Re: [OAUTH-WG] Microsoft feedback on DPoP during April 2020 IIW session

Brian Campbell <bcampbell@pingidentity.com> Fri, 01 May 2020 18:19 UTC

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From: Brian Campbell <bcampbell@pingidentity.com>
Date: Fri, 1 May 2020 12:18:17 -0600
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To: Mike Jones <Michael.Jones=40microsoft.com@dmarc.ietf.org>
Cc: "oauth@ietf.org" <oauth@ietf.org>, Dmitri Zagidulin <dzagidulin@gmail.com>
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Subject: Re: [OAUTH-WG] Microsoft feedback on DPoP during April 2020 IIW session
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Thanks Mike for sharing this summary of what sounds like it was a valuable
discussion. I'm sorry that I wasn't "at" IIW so wasn't able to participate
in the session.

I will endeavor to incorporate the open issues into the presentation on
DPoP for the virtual interim on Monday
https://datatracker.ietf.org/meeting/interim-2020-oauth-07/session/oauth to
hopefully facitate some futher disscion and progress.

On Thu, Apr 30, 2020 at 8:29 PM Mike Jones <Michael.Jones=
40microsoft.com@dmarc.ietf.org> wrote:

> Daniel Fett and David Waite (DW) hosted a great session on OAuth 2.0
> Demonstration of Proof-of-Possession at the Application Layer (DPoP)
> <https://tools.ietf.org/html/draft-ietf-oauth-dpop-00> at the virtualized
> IIW <https://internetidentityworkshop.com/> this week.  Attendees also
> included Vittorio Bertocci, Justin Richer, Dmitri Zagidulin, and Tim
> Cappalli.
>
>
>
> After Daniel and DW finished doing their overview of DPoP, I used some of
> the time to discuss feedback on DPoP from Microsoft Azure Active Directory
> (AAD) engineers.  We discussed:
>
>    - *How do we know if the resource server supports DPoP?*  One
>    suggestion was to use a 401 WWW-Authenticate response from the RS.  We
>    learned at IIW that some are already doing this.  People opposed trying to
>    do Resource Metadata for this purpose alone.  However, they were supportive
>    of defining AS Metadata to declare support for DPoP and Registration
>    Metadata to declare support for DPoP.  This might declare the supported
>    token_type values.
>    - *How do we know what DPoP signing algorithms are supported?*  This
>    could be done via AS Metadata and possibly Registration Metadata.  People
>    were also in favor of having a default algorithm – probably ES256.
>    Knowing this is important to preventing downgrade attacks.
>    - *Can we have server nonces? * A server nonce is a value provided by
>    the server (RS or AS) to be signed as part of the PoP proof.  People agreed
>    that having a server nonce would add additional security.  It turns out
>    that Dmitri is already doing this, providing the nonce as a
>    WWW-Authenticate challenge value.
>    - *Difficulties with **jti at scale.*  Trying to prevent replay with
>    jti is problematic for large-scale deployments.  Doing duplicate
>    detection across replicas requires ACID consistency, which is too expensive
>    to be cost-effective..  Instead, large-scale implementations often use
>    short timeouts to limit replay, rather performing reliable duplicate
>    detection.
>    - *Is the DPoP signature really needed when requesting a bound token?*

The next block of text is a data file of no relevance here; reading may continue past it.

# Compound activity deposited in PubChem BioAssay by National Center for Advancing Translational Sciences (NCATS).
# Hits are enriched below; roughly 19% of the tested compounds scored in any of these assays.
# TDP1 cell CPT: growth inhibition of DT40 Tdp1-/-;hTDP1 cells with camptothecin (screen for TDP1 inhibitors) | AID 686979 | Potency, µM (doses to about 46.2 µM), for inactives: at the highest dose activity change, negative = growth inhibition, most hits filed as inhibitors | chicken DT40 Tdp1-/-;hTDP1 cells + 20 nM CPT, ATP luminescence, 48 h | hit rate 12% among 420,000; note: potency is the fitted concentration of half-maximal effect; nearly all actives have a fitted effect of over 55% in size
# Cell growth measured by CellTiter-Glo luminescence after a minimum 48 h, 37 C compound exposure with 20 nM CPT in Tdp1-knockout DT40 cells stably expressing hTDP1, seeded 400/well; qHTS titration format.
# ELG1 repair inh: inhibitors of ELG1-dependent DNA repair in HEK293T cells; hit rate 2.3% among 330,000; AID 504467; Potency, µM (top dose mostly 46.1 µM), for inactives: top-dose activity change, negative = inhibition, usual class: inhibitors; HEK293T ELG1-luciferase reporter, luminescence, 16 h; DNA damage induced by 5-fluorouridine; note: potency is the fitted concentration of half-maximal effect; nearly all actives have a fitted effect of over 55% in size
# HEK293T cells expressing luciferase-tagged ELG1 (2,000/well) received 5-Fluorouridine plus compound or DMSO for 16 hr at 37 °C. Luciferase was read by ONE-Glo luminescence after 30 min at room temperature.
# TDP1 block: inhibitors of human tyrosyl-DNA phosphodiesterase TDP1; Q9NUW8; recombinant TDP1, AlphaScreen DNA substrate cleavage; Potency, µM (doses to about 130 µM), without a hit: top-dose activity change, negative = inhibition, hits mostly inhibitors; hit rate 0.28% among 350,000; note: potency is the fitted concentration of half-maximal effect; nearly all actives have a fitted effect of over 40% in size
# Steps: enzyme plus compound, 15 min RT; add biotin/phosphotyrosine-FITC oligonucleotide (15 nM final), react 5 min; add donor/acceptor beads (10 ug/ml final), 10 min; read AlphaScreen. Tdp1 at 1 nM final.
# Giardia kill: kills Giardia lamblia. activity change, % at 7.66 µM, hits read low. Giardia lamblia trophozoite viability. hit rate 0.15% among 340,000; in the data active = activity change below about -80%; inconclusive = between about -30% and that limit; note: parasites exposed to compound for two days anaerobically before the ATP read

>    It seems like the worst that could happen would be to create a token bound
>    to a key you don’t control, which you couldn’t use.  Daniel expressed
>    concern about this enabling substitution attacks.
>    - *It seems like the spec requires the same **token_type for both
>    access tokens and refresh tokens.*  Whereas it would be useful to be
>    able to have DPoP refresh tokens and Bearer access tokens as a transition
>    step.  Justin pointed out that the OAuth 2 protocol only has one
>    token_type value – not separate ones for the refresh token and access
>    token.  People agreed that this deserves consideration.
>    - *Symmetric keys are significantly more efficient than asymmetric
>    keys.*  In discussions between John Bradley, Brian Campbell, and Mike
>    Jones at IETF 106, John worked out how to deliver the symmetric key to the
>    Token Endpoint without an extra round trip, however it would likely be more
>    complicated to deliver it to the resource without an extra round trip.  At
>    past IETFs, both Amazon and Okta have also advocated for symmetric key
>    support.
>    - *What are the problems resulting from PoP key reuse?*  The spec
>    assumes that a client will use the same PoP key for singing multiple token
>    requests, both for access token and refresh token requests.  Is this a
>    security issue?  Daniel responded that key reuse is typically only a
>    problem when the same key is used for different algorithms or in different
>    application contexts, when this reuse enables substitution attacks.  It’s
>    also the case that clients can choose to use different PoP keys whenever
>    they choose to.
>    - *Could access tokens be signed?*  Having the DPoP key hash in the
>    access token is equivalent if the access token is integrity protected.  But
>    people said that many deployments don’t use structured access tokens in
>    which the key hash can be included.  For instance, Ping Identity uses
>    access tokens that are just database indexes.  Would access token signing
>    be needed then?
>    - *Why aren’t query parameters signed?*  Daniel said that
>    canonicalization of query parameters that use different URL escape syntaxes
>    for representations of the same characters would likely result in interop
>    problems.  People said that while SOAP deployments might have many logical
>    endpoints differentiated only by query parameters, that’s no longer the
>    normal pattern for REST systems.
>
>
>
> Thanks for the great discussion!
>
>
>
>                                                        -- Mike
>
>
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